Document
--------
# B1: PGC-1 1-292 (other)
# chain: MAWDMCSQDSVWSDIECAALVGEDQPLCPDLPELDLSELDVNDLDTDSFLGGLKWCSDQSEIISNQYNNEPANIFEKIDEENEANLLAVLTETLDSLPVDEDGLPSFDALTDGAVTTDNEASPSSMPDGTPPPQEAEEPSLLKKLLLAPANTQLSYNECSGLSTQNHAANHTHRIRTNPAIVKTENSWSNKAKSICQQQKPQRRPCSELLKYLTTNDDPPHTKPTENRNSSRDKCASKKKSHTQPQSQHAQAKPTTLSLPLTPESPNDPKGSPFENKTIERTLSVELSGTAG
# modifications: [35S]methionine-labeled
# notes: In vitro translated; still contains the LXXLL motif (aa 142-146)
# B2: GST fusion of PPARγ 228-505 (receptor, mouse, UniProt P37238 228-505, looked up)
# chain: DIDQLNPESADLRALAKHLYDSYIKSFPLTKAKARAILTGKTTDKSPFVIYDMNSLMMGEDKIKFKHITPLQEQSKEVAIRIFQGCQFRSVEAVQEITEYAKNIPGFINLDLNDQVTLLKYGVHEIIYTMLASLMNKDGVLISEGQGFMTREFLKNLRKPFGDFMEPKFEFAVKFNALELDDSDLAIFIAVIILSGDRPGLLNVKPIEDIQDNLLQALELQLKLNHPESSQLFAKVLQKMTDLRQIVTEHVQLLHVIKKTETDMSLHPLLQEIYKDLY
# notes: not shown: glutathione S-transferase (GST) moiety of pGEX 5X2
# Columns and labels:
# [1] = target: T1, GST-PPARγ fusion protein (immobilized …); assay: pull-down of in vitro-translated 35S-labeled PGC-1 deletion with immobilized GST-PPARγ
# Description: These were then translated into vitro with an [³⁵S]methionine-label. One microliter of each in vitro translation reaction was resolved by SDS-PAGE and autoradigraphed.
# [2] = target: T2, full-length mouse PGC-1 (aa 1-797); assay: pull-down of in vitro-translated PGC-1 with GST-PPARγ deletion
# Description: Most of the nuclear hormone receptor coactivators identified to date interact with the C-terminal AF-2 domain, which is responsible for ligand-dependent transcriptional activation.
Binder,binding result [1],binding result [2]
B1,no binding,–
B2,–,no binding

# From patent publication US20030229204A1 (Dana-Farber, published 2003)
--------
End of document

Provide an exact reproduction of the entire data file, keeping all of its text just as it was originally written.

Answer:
# B1: PGC-1 1-292 (other)
# chain: MAWDMCSQDSVWSDIECAALVGEDQPLCPDLPELDLSELDVNDLDTDSFLGGLKWCSDQSEIISNQYNNEPANIFEKIDEENEANLLAVLTETLDSLPVDEDGLPSFDALTDGAVTTDNEASPSSMPDGTPPPQEAEEPSLLKKLLLAPANTQLSYNECSGLSTQNHAANHTHRIRTNPAIVKTENSWSNKAKSICQQQKPQRRPCSELLKYLTTNDDPPHTKPTENRNSSRDKCASKKKSHTQPQSQHAQAKPTTLSLPLTPESPNDPKGSPFENKTIERTLSVELSGTAG
# modifications: [35S]methionine-labeled
# notes: In vitro translated; still contains the LXXLL motif (aa 142-146)
# B2: GST fusion of PPARγ 228-505 (receptor, mouse, UniProt P37238 228-505, looked up)
# chain: DIDQLNPESADLRALAKHLYDSYIKSFPLTKAKARAILTGKTTDKSPFVIYDMNSLMMGEDKIKFKHITPLQEQSKEVAIRIFQGCQFRSVEAVQEITEYAKNIPGFINLDLNDQVTLLKYGVHEIIYTMLASLMNKDGVLISEGQGFMTREFLKNLRKPFGDFMEPKFEFAVKFNALELDDSDLAIFIAVIILSGDRPGLLNVKPIEDIQDNLLQALELQLKLNHPESSQLFAKVLQKMTDLRQIVTEHVQLLHVIKKTETDMSLHPLLQEIYKDLY
# notes: not shown: glutathione S-transferase (GST) moiety of pGEX 5X2
# Columns and labels:
# [1] = target: T1, GST-PPARγ fusion protein (immobilized …); assay: pull-down of in vitro-translated 35S-labeled PGC-1 deletion with immobilized GST-PPARγ
# Description: These were then translated into vitro with an [³⁵S]methionine-label. One microliter of each in vitro translation reaction was resolved by SDS-PAGE and autoradigraphed.
# [2] = target: T2, full-length mouse PGC-1 (aa 1-797); assay: pull-down of in vitro-translated PGC-1 with GST-PPARγ deletion
# Description: Most of the nuclear hormone receptor coactivators identified to date interact with the C-terminal AF-2 domain, which is responsible for ligand-dependent transcriptional activation.
Binder,binding result [1],binding result [2]
B1,no binding,–
B2,–,no binding

# From patent publication US20030229204A1 (Dana-Farber, published 2003)